To arrest Alessandro Lisi, Toronto Police used an array of investigative techniques that evolved over time:
Intelligence databases (May-October):
Police ran the names of Mr. Lisi and his associates through the Canadian Police Information Centre (CPIC, which holds criminal records) and several other police databases such as eCOPS (incident logs), IntelliBook (photographs) and CIPS (court activity).
Physical surveillance (June-October):
Toronto Police used both stationary (or “static”) and vehicle-based (“mobile”) surveillance teams to keep tabs on Mr. Lisi. Police say he suspected he was being watched and often engaged in “counter-surveillance.”
Aerial surveillance (June 25-Sept. 5):
Police intermittently used a plane to keep tabs on Mr. Lisi, but stopped after residents of Etobicoke began to complain that it was noisy.
Phone-record production order (obtained June 25):
Justice David Cole gave Toronto Police an authorization to obtain Mr. Lisi’s recent phone records from Rogers Communications. Authorities can compel such records with less evidence than is needed for a wiretapping warrant. The records revealed Mr. Lisi was in daily communication with Mayor Rob Ford.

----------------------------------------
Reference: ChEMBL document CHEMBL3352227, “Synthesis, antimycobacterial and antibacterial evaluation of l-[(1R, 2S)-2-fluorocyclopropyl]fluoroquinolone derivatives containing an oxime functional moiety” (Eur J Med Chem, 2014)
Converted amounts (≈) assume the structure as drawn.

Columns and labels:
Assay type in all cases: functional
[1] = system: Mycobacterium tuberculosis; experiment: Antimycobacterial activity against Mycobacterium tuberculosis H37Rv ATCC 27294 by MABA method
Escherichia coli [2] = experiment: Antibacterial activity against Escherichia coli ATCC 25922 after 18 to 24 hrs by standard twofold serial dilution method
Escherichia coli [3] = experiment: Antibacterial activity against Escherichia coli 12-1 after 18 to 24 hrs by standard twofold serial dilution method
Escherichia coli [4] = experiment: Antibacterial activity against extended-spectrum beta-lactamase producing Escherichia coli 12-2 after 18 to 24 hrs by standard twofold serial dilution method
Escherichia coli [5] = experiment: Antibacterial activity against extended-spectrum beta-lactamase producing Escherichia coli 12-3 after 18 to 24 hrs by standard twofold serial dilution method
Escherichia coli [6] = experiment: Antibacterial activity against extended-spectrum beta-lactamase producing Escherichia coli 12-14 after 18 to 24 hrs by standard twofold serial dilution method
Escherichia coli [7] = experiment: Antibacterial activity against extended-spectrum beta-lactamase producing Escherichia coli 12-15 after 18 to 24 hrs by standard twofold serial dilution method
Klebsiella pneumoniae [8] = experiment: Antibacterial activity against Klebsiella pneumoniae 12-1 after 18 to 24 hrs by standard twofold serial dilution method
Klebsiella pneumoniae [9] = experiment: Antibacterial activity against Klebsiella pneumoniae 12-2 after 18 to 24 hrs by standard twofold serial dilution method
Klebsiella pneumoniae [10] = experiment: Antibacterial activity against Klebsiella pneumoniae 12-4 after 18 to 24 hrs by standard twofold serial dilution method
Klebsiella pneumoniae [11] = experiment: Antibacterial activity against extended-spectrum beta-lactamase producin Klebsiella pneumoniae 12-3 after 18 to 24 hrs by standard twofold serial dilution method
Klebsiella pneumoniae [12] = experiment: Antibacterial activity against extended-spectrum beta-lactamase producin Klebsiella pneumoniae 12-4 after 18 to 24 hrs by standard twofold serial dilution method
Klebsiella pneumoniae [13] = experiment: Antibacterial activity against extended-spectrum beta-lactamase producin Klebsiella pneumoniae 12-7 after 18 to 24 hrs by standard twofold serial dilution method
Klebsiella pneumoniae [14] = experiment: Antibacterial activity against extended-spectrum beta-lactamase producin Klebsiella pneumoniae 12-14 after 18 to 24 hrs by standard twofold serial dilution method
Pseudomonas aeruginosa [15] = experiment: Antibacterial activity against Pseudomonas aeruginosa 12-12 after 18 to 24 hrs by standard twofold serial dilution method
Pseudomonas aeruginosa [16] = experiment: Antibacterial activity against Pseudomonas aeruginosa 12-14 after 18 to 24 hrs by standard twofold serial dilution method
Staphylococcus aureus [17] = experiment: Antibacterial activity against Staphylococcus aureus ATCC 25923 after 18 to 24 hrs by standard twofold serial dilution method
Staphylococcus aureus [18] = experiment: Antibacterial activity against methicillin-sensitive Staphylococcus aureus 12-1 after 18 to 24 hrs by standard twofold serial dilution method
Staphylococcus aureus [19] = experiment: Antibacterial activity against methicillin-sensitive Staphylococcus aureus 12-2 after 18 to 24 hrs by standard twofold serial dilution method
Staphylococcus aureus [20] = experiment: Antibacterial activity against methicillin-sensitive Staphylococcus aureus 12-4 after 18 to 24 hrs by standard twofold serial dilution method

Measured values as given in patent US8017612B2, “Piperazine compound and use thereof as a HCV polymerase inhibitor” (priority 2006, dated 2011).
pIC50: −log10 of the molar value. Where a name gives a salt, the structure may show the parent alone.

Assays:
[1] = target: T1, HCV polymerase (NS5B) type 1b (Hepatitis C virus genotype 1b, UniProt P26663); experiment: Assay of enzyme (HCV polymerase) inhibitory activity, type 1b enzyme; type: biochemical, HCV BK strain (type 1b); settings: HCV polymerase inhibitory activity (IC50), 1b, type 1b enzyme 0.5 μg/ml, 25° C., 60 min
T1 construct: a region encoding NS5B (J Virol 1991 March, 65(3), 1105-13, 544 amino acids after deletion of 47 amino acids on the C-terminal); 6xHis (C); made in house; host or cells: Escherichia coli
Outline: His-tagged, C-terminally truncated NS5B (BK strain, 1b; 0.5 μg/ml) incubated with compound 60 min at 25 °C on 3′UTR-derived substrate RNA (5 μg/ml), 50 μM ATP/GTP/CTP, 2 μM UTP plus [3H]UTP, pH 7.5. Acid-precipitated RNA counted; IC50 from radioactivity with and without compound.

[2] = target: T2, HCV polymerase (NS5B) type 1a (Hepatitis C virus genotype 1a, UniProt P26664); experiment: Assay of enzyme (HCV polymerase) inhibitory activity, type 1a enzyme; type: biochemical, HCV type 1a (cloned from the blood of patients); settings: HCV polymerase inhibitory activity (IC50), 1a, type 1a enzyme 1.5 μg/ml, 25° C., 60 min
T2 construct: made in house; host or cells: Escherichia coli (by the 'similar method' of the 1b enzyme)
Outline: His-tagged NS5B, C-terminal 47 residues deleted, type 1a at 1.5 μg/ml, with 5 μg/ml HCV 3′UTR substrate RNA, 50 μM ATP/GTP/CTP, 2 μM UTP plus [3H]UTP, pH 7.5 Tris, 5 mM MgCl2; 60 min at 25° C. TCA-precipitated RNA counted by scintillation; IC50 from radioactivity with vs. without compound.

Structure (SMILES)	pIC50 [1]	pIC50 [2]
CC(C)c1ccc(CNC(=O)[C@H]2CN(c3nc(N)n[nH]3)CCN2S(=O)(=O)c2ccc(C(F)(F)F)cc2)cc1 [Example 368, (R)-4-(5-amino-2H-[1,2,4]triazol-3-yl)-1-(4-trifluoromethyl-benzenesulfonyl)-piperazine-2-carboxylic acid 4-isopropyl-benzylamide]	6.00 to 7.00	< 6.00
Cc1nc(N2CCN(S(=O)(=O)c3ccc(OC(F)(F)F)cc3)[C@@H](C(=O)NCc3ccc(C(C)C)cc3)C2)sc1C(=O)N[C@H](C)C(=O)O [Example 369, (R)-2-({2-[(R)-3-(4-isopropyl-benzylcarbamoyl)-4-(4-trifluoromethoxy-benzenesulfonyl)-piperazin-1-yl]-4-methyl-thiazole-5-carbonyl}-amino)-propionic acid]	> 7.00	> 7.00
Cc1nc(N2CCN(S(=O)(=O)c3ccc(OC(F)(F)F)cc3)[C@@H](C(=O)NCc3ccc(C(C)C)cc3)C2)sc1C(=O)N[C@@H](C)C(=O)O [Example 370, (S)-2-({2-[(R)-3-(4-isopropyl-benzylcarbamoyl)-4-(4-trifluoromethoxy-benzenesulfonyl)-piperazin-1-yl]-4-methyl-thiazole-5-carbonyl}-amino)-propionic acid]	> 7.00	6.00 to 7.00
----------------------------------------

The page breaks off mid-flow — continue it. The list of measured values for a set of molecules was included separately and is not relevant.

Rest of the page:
Pole camera (installed July 18):
Police placed a closed-circuit camera outside Mr. Lisi’s house in Etobicoke to better keep tabs on him. They also later persuaded gas stations to let them look at security camera footage showing Mr. Lisi’s visits.
Surreptitious entry warrants (obtained Aug. 22, 30 and Sept. 5):
Justice Cole issued “general warrants” allowing police to “surreptitiously” enter properties and vehicles associated with Mr. Lisi. Police were given powers to compel Toyota, General Motors and Land Rover to cut keys, if necessary.
Tracking and “pinging” (warrant obtained Aug. 6-8):
Police secured the capacity to track Mr. Lisi’s mobile phone and use a “dialled number recorder” on it. Police also installed a GPS tracking device on his 2006 Range Rover. “Pinging” these devices allowed police to see where Mr. Lisi was at most times.
GM OnStar records (checked on Aug. 8):
Some GM vehicles are equipped with an onboard communications system known as “OnStar.” Having logged 56 calls between Mr. Lisi and an OnStar number, police called the company to figure trace it. They learned it belonged to Mayor Ford’s Cadillac Escalade.
Undercover officer (starting Aug. 23):
A detective-constable with the drug squad was enlisted to get close to the proprietor of a drycleaning business after police started to suspect Mr. Lisi moved drugs through it.
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